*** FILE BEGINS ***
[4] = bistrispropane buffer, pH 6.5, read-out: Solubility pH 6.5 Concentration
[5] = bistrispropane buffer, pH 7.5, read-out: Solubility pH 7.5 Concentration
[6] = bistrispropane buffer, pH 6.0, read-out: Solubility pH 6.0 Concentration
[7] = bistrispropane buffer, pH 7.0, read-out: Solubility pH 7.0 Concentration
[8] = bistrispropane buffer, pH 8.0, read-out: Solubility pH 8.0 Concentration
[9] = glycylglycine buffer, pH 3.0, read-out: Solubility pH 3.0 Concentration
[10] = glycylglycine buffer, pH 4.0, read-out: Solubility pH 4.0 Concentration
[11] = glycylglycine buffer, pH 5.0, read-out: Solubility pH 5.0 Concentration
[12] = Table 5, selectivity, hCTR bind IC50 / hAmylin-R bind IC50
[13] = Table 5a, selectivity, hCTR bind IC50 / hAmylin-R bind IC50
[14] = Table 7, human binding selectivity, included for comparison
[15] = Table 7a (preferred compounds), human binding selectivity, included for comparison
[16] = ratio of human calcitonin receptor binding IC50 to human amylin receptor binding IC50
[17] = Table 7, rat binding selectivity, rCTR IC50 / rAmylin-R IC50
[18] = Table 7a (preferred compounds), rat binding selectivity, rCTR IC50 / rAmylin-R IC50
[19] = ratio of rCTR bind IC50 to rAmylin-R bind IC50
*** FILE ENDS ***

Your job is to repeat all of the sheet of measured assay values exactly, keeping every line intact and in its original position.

[4] = bistrispropane buffer, pH 6.5, read-out: Solubility pH 6.5 Concentration
[5] = bistrispropane buffer, pH 7.5, read-out: Solubility pH 7.5 Concentration
[6] = bistrispropane buffer, pH 6.0, read-out: Solubility pH 6.0 Concentration
[7] = bistrispropane buffer, pH 7.0, read-out: Solubility pH 7.0 Concentration
[8] = bistrispropane buffer, pH 8.0, read-out: Solubility pH 8.0 Concentration
[9] = glycylglycine buffer, pH 3.0, read-out: Solubility pH 3.0 Concentration
[10] = glycylglycine buffer, pH 4.0, read-out: Solubility pH 4.0 Concentration
[11] = glycylglycine buffer, pH 5.0, read-out: Solubility pH 5.0 Concentration
[12] = Table 5, selectivity, hCTR bind IC50 / hAmylin-R bind IC50
[13] = Table 5a, selectivity, hCTR bind IC50 / hAmylin-R bind IC50
[14] = Table 7, human binding selectivity, included for comparison
[15] = Table 7a (preferred compounds), human binding selectivity, included for comparison
[16] = ratio of human calcitonin receptor binding IC50 to human amylin receptor binding IC50
[17] = Table 7, rat binding selectivity, rCTR IC50 / rAmylin-R IC50
[18] = Table 7a (preferred compounds), rat binding selectivity, rCTR IC50 / rAmylin-R IC50
[19] = ratio of rCTR bind IC50 to rAmylin-R bind IC50